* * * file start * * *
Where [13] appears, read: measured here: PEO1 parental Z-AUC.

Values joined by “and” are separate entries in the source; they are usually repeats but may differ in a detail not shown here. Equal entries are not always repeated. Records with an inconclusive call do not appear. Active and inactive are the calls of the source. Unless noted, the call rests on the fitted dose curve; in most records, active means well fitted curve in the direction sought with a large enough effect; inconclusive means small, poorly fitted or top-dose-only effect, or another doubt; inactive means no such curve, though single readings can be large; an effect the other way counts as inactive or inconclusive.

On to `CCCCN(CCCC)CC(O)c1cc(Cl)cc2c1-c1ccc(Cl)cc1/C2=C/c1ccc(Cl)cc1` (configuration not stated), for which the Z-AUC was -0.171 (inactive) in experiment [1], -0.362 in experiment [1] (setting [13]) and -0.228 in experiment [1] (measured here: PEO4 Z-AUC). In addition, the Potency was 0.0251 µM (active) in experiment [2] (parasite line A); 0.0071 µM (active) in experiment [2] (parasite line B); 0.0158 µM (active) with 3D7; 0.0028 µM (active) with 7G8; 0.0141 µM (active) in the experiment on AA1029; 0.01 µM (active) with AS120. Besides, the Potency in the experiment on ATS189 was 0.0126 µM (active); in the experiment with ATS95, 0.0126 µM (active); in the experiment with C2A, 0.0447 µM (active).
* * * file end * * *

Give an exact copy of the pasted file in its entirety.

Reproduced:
Where [13] appears, read: measured here: PEO1 parental Z-AUC.

Values joined by “and” are separate entries in the source; they are usually repeats but may differ in a detail not shown here. Equal entries are not always repeated. Records with an inconclusive call do not appear. Active and inactive are the calls of the source. Unless noted, the call rests on the fitted dose curve; in most records, active means well fitted curve in the direction sought with a large enough effect; inconclusive means small, poorly fitted or top-dose-only effect, or another doubt; inactive means no such curve, though single readings can be large; an effect the other way counts as inactive or inconclusive.

On to `CCCCN(CCCC)CC(O)c1cc(Cl)cc2c1-c1ccc(Cl)cc1/C2=C/c1ccc(Cl)cc1` (configuration not stated), for which the Z-AUC was -0.171 (inactive) in experiment [1], -0.362 in experiment [1] (setting [13]) and -0.228 in experiment [1] (measured here: PEO4 Z-AUC). In addition, the Potency was 0.0251 µM (active) in experiment [2] (parasite line A); 0.0071 µM (active) in experiment [2] (parasite line B); 0.0158 µM (active) with 3D7; 0.0028 µM (active) with 7G8; 0.0141 µM (active) in the experiment on AA1029; 0.01 µM (active) with AS120. Besides, the Potency in the experiment on ATS189 was 0.0126 µM (active); in the experiment with ATS95, 0.0126 µM (active); in the experiment with C2A, 0.0447 µM (active).